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Accident Probes By Congress Often Capture Public's Attention


Two recent accidents involving the Boeing 737 Max 8 have the world and Congress looking closely at the plane's design. And now Congress is investigating the Federal Aviation Administration's approval process and whether safety inspectors were properly trained. Texas Senator Ted Cruz chairs a subcommittee on aviation and space, and he's already held one hearing.


TED CRUZ: Welcome to each of the witnesses. On March 10, 2019, Ethiopian Airlines flight 302 departed Addis Ababa Airport with 157 souls on board.

MARTIN: Congressional investigations of accidents have often captured public attention, like the sinking of the Titanic in 1912. People followed press reports of 82 witness testimonies. Accident investigations is our subject this week for our conversation with commentator Cokie Roberts. She joins us for Ask Cokie, our weekly segment on how politics and government work.

Cokie, thanks for being here.


MARTIN: So it didn't take long, did it, for Congress to jump into the 737 disaster?

ROBERTS: Well, it's a big story, Rachel, and Congress wants to be in on the act. But that's often where Congress does have an important role to play, in looking at the agencies they've set up to regulate whatever industry has had an accident, whether it's the airlines, railroads, ships, whatever.

MARTIN: So one of our listeners wants to know what effect Congress has. Bob Gundby writes the following.

(Reading) It'd be interesting to see how many investigations resulted in meaningful, regulatory change or punishment for the people involved.


ROBERTS: Punishment usually comes in the form of huge payouts by the companies involved. But occasionally, individuals are charged. Here's Senate Commerce Committee Chairman Fritz Hollings in 1989 challenging the chairman of Exxon after the Exxon Valdez oil spill in Alaska.


FRITZ HOLLINGS: Isn't it the case that the record shows this particular master of the vessel had three convictions of driving under the influence of alcohol? In other words, he had an alcohol problem?

UNIDENTIFIED PERSON: Yes, sir. It shows that.

HOLLINGS: Man, that'd scare me to death in a boardroom if I were there on Exxon's board.

ROBERTS: In fact, the ship's captain went to trial, but a jury found him not guilty, said he was not driving drunk. But there are often regulatory changes, and in the wake of this investigation, for instance, Congress passed the Oil Pollution Act of 1990, strengthening the Environmental Protection Agency's ability to prevent and clean up spills and creating a cleanup trust fund by taxing oil.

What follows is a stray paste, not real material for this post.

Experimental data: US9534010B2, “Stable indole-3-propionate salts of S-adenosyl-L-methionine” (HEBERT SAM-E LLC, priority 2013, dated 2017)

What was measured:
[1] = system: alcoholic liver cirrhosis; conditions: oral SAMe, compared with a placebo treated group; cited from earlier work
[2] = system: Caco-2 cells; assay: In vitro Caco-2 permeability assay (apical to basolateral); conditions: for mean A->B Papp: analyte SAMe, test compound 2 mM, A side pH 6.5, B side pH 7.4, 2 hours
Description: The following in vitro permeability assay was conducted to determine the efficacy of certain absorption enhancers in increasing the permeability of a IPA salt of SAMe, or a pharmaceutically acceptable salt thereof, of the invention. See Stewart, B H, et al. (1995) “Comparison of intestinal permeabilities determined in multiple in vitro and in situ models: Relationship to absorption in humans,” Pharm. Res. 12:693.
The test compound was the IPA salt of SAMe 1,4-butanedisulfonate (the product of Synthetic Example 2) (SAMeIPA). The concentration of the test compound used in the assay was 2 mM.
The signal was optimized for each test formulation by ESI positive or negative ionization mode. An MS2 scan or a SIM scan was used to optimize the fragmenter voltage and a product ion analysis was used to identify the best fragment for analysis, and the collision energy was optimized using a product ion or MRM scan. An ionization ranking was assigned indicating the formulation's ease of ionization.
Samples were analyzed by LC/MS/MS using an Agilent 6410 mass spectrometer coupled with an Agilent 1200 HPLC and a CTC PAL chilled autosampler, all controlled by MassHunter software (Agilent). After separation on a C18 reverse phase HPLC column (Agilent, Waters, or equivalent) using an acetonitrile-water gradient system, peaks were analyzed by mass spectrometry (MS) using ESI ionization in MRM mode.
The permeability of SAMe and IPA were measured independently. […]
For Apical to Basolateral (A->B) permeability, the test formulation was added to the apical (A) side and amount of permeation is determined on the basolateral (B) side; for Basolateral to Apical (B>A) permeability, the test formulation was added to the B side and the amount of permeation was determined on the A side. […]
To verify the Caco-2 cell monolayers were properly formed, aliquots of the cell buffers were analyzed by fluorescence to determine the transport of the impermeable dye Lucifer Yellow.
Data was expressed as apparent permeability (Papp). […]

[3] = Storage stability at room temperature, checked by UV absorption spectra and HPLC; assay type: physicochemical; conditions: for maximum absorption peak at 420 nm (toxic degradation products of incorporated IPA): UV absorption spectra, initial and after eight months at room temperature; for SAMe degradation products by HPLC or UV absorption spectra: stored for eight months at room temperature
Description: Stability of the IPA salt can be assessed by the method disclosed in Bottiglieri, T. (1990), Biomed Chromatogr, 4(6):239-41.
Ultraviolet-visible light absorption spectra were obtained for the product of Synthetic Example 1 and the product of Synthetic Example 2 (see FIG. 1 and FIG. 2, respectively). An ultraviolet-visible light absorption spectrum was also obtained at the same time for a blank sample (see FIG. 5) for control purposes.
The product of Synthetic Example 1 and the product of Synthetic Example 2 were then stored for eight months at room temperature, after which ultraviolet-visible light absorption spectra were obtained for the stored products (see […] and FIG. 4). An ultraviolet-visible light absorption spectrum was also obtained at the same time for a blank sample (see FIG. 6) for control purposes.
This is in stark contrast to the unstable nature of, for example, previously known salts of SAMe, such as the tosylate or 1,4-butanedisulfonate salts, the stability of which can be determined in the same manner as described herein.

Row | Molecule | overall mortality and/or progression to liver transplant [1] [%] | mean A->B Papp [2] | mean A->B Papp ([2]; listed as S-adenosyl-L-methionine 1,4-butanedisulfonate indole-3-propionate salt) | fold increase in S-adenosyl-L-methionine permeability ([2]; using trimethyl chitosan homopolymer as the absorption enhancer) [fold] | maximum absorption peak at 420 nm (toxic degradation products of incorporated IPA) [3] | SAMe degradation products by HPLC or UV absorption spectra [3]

MARTIN: OK. Here's our next question.

TEAL FENTON: Hello. My name is Teal Fenton. And I am from Greenville, S.C. Why does it always seem like when the government does these investigations, there are reports that never get released? Thank you.

ROBERTS: They issue reports, all right - lengthy, detailed reports, sometimes with some fanfare. Here's former Secretary of State William Rogers at the end of the investigation into the space shuttle Challenger explosion.


WILLIAM ROGERS: Every agency that worked with us on this report and all of the people on the commission came to the same conclusion, that the - this tragic accident was a result of the failure of that joint on the right aft booster rocket.

ROBERTS: All these reports are available to the public, including the 1,100 pages of the testimony in the Titanic hearings. In fact, after the 1997 movie about the Titanic made it popular again, a paperback was issued, "The Titanic Disaster Hearings."

MARTIN: A paperback of the report.

ROBERTS: A paperback of the hearings. But the report is online, as well. Just go to senate.gov, and you can find it along with just about anything else the Senate's ever done.

MARTIN: (Laughter).

ROBERTS: Same with house.gov. They do put their reports out.

MARTIN: All right. Commentator Cokie Roberts. You can ask Cokie your questions about how politics and government work by tweeting us with the hashtag #AskCokie.

Cokie, thanks so much.

ROBERTS: Good to talk to you, Rachel. Transcript provided by NPR, Copyright NPR.